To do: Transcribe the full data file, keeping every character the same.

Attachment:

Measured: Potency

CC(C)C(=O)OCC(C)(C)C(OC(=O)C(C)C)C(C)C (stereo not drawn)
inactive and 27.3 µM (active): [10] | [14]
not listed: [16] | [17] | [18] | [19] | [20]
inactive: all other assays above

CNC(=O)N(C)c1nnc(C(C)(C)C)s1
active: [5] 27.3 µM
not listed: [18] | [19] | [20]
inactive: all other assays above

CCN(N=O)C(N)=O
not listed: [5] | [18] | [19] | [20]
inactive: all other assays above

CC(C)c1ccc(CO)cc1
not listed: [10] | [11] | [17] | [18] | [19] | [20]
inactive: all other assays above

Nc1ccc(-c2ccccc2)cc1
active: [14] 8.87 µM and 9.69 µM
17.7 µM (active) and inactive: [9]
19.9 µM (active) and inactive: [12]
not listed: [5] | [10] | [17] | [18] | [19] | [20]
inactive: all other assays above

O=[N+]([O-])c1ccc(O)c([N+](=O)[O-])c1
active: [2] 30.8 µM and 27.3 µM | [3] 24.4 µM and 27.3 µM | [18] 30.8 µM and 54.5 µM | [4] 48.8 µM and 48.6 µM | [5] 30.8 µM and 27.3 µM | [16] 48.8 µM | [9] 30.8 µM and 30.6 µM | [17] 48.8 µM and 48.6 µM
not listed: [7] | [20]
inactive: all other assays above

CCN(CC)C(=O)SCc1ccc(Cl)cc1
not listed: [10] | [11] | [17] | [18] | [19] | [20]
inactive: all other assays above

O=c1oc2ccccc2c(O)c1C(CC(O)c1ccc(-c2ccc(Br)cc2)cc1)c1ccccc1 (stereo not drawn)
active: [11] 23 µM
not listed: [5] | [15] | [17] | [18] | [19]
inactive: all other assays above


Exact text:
Measured: Potency

CC(C)C(=O)OCC(C)(C)C(OC(=O)C(C)C)C(C)C (stereo not drawn)
inactive and 27.3 µM (active): [10] | [14]
not listed: [16] | [17] | [18] | [19] | [20]
inactive: all other assays above

CNC(=O)N(C)c1nnc(C(C)(C)C)s1
active: [5] 27.3 µM
not listed: [18] | [19] | [20]
inactive: all other assays above

CCN(N=O)C(N)=O
not listed: [5] | [18] | [19] | [20]
inactive: all other assays above

CC(C)c1ccc(CO)cc1
not listed: [10] | [11] | [17] | [18] | [19] | [20]
inactive: all other assays above

Nc1ccc(-c2ccccc2)cc1
active: [14] 8.87 µM and 9.69 µM
17.7 µM (active) and inactive: [9]
19.9 µM (active) and inactive: [12]
not listed: [5] | [10] | [17] | [18] | [19] | [20]
inactive: all other assays above

O=[N+]([O-])c1ccc(O)c([N+](=O)[O-])c1
active: [2] 30.8 µM and 27.3 µM | [3] 24.4 µM and 27.3 µM | [18] 30.8 µM and 54.5 µM | [4] 48.8 µM and 48.6 µM | [5] 30.8 µM and 27.3 µM | [16] 48.8 µM | [9] 30.8 µM and 30.6 µM | [17] 48.8 µM and 48.6 µM
not listed: [7] | [20]
inactive: all other assays above

CCN(CC)C(=O)SCc1ccc(Cl)cc1
not listed: [10] | [11] | [17] | [18] | [19] | [20]
inactive: all other assays above

O=c1oc2ccccc2c(O)c1C(CC(O)c1ccc(-c2ccc(Br)cc2)cc1)c1ccccc1 (stereo not drawn)
active: [11] 23 µM
not listed: [5] | [15] | [17] | [18] | [19]
inactive: all other assays above